Of more interest is the expected formation of another gale a mere 800 nmiles north west of HAwaii on Saturday PM (1/10) with 35 kt northwest winds aimed right at the Islands and coming very close to Kauai, building to 45 kts over a tiny area Sunday AM and producing 25 ft seas at 30N 164W, holding into the evening at 28N 161W (500 nmiles out). This is too close to the Islands to be good, but could result in large raw proto-swell of 10 ft @ 15 secs (15 ft faces+) arriving on north facing shores near noon on Monday (1/12) from 325-335 degrees.
A weak fetch formed off Washington Tuesday (1/6) generating a fetch of 30-35 kt west to southwest winds near 47N 140W generating 20 ft seas at 47N 140W aimed a bit north of the 308 degree path into Central CA. Another limited swell of 6 ft @ 13 secs is excepted in to Central CA (SF Bay area) on Friday AM (1/9) from 308 degrees. Follow-on fetch of near 30 kts is forecast in the area aimed better towards Central CA late Wed into Thursday (1/8) generating more 17 ft seas pushing to 44N 138W (800 nmiles from CCal) likely good for more swell of 5.0 ft @ 12 sec (6 ft faces) for Central CA starting near 10 PM Friday (1/9) coming from 302 degrees, fading Saturday.
2nd Japan Gale
On Wednesday (12/31) a new gale started building off Northern Japan producing a broad fetch of 35 kt west winds with an imbedded core to near 45 kts at 37N 162E aimed well down the 305 degree path to Hawaii but lifting northeast in the evening. A solid area of 29-30 ft seas were modeled in the evening at 37N 169E aimed right at the Islands. On Thursday AM (1/1) the gale started to loose organization with residual 30-35 kt west winds fragmented over the same area with a small area of 30-33 ft seas aimed briefly 30 degrees northeast of the Islands at 42N 173E, then pushing too far north in the evening. The gale got marginally better organized late Friday into Saturday (1/3) with 35 kt northwest winds imbedded in a broad area of 30 kt winds centered at 40N 160E producing 25 ft seas by Saturday AM at 35N 165E and holding into Sun PM with 25 ft seas at 32N 170E aimed at Hawaii down the 295 degrees (almost shadowed from the North Shore of Oahu), then fading Monday with seas down to 21 ft late at 39N 175W (305 degrees relative to Oahu).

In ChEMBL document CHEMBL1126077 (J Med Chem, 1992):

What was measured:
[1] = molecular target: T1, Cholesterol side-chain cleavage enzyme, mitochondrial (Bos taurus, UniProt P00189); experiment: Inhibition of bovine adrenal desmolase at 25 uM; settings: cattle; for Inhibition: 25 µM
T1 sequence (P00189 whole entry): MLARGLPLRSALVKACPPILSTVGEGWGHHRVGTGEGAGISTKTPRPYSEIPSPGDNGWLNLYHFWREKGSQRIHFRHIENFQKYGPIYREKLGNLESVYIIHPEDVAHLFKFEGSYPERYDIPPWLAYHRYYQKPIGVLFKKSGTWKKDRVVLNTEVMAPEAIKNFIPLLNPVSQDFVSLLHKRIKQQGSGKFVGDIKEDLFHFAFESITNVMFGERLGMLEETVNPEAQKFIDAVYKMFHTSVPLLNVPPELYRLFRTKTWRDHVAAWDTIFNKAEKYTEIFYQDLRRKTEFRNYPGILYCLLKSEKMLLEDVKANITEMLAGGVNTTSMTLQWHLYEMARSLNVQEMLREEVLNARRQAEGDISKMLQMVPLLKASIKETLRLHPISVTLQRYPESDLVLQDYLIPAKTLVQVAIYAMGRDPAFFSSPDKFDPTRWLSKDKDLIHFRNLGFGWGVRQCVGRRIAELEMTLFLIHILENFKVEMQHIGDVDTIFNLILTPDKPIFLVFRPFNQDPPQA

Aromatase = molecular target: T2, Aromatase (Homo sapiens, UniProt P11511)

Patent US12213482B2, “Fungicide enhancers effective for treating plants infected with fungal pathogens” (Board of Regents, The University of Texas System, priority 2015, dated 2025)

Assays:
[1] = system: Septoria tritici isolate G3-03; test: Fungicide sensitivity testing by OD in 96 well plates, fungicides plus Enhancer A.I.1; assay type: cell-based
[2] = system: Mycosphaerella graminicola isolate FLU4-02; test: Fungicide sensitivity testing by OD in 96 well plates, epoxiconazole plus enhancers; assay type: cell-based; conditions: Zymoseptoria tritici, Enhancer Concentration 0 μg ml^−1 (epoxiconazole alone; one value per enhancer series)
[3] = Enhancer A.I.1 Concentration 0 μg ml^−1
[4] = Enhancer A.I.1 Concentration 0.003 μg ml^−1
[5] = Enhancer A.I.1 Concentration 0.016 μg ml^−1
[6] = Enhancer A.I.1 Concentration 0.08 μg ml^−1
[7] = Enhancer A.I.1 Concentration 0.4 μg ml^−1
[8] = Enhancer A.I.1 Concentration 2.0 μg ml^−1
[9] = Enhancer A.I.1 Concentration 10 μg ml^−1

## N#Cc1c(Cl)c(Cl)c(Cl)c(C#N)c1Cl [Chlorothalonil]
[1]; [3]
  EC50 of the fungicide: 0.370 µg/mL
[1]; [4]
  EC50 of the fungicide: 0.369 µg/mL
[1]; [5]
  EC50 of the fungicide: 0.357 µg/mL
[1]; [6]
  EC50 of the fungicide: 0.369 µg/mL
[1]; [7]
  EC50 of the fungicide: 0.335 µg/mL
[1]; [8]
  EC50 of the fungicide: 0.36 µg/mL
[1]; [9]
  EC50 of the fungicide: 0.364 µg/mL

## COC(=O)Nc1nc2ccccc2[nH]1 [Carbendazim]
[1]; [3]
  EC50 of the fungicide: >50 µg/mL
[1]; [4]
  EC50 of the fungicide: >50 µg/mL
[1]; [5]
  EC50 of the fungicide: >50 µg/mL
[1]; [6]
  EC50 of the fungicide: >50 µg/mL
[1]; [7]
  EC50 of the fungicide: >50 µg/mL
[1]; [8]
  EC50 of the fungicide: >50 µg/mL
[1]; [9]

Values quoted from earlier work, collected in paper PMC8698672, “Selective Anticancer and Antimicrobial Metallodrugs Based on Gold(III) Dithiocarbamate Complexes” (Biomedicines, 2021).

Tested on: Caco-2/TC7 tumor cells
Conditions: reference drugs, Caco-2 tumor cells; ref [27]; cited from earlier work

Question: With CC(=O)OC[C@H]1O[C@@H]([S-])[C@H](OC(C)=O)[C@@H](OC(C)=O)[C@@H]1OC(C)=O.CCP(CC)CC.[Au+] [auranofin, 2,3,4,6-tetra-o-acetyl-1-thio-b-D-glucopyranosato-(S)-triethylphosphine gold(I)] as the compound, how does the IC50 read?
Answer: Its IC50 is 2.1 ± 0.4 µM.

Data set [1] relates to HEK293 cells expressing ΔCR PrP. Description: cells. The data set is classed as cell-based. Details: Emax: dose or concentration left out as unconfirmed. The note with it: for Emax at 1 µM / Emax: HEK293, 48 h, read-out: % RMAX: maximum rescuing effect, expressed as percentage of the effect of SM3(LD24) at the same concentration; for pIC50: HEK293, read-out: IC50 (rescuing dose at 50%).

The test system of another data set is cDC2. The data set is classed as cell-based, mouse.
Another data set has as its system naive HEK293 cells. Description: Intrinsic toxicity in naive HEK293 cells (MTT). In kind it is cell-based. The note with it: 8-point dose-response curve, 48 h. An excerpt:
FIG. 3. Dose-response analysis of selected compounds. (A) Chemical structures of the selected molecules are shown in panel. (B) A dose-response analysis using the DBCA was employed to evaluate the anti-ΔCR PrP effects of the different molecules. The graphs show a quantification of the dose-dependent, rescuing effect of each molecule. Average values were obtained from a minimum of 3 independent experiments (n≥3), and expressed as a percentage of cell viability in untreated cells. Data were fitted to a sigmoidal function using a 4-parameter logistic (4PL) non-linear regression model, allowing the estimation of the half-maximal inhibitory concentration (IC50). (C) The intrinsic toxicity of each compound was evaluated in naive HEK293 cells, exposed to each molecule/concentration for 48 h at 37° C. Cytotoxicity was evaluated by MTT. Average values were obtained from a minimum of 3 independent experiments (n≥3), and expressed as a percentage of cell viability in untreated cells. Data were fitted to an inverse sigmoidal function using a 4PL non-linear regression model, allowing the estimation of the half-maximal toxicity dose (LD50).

The gale slowly faded while drifting west, but not totally dissipating, regenerating some Tuesday PM (1/6) producing more 30 kts northwest winds and 23 ft seas at 38N 160E (2400 nmiles out from HI) not quiet reaching the dateline on Wednesday (1/7) with more 30 kt winds and 21 ft seas (at 36N 170E) aimed at Hawaii and pushing east into Thursday PM (1/8) while dissipating. Fetch was aimed down the 315 degree path to Hawaii.
The final pulse of swell from this system to likely to arrive on north facing shore of Hawaii down the 305-315 degree path starting early Sunday AM (1/11) at 5.0 ft @ 13 secs (6.5 ft faces) but getting buried in larger locally generated swell.
Tiny Dateline Gale
A secondary fetch near the core of the dateline gale rebuilt Wednesday PM (1/7) with pressure 972 mbs producing 40 kts winds at 40N 177W with seas to 23 ft at that locations over a tiny area aimed at Central CA (and the US West Coast) down the 295 degrees. Winds held into Thursday AM (1/8) at 45N 170W (296 degrees relative to CCal) with 25 ft seas at 47N 162W. 35 kt winds to hold into the evening with 26 ft seas at 48N 158W - 1700 nmiles from San Francisco (303 degrees).
This could possibly set up small inconsistent longer period swell for Central CA arriving at sunset Sunday (1/11) at 5.5 ft @ 15 secs.
North Pacific Animations: Jetstream - Surface Pressure/Wind - Sea Height - Surf Height
California Nearshore Forecast
On Thursday (1/8) high pressure at 1030 mbs was 800 mbs west of Cape Mendocino ridging into Central Canada generating a fetch of 20 kt north winds off the Central Ca coast. This high is to start pushing into the Pacific Northwest Friday with the north fetch moving over the North and Central CA coast then, making a mess of things. Southern CA to remain protected. This high is finally to make a push onshore over Oregon Saturday (1/10) turning the gradient offshore and offshore winds to be in control of the entire state, holding at least into Monday. Light winds to settle in thereafter with good conditions expected into Thursday (1/15).
No tropical activity of interest was occurring.
At the oceans surface no swell producing fetch was occurring aimed at US targets. Over the next 72 hours no change is forecast.
South Pacific Animations: Jetstream - Surface Pressure/Wind - Sea Height - Surf Height